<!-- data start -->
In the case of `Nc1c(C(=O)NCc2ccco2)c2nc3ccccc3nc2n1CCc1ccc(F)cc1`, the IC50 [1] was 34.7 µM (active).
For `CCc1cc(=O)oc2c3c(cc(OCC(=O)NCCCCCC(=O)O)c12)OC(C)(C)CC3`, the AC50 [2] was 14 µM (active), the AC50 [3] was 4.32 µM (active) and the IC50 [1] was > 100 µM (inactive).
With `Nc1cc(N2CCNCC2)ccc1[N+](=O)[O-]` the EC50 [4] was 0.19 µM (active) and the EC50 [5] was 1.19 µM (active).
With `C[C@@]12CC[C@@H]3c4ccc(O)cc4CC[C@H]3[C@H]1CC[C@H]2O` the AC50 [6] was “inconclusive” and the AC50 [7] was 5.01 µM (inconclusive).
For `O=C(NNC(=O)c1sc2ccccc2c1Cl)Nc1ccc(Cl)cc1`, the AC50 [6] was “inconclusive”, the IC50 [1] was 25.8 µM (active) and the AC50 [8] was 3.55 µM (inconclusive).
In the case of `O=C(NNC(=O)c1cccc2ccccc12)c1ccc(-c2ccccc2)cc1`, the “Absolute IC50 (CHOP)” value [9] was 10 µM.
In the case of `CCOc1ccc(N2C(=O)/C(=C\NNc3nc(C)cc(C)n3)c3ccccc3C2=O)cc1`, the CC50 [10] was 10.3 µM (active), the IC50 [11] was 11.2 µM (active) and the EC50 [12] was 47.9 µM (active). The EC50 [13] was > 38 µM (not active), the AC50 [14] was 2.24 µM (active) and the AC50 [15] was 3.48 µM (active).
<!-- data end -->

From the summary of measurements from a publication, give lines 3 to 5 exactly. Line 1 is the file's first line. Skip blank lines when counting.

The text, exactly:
With `Nc1cc(N2CCNCC2)ccc1[N+](=O)[O-]` the EC50 [4] was 0.19 µM (active) and the EC50 [5] was 1.19 µM (active).
With `C[C@@]12CC[C@@H]3c4ccc(O)cc4CC[C@H]3[C@H]1CC[C@H]2O` the AC50 [6] was “inconclusive” and the AC50 [7] was 5.01 µM (inconclusive).
For `O=C(NNC(=O)c1sc2ccccc2c1Cl)Nc1ccc(Cl)cc1`, the AC50 [6] was “inconclusive”, the IC50 [1] was 25.8 µM (active) and the AC50 [8] was 3.55 µM (inconclusive).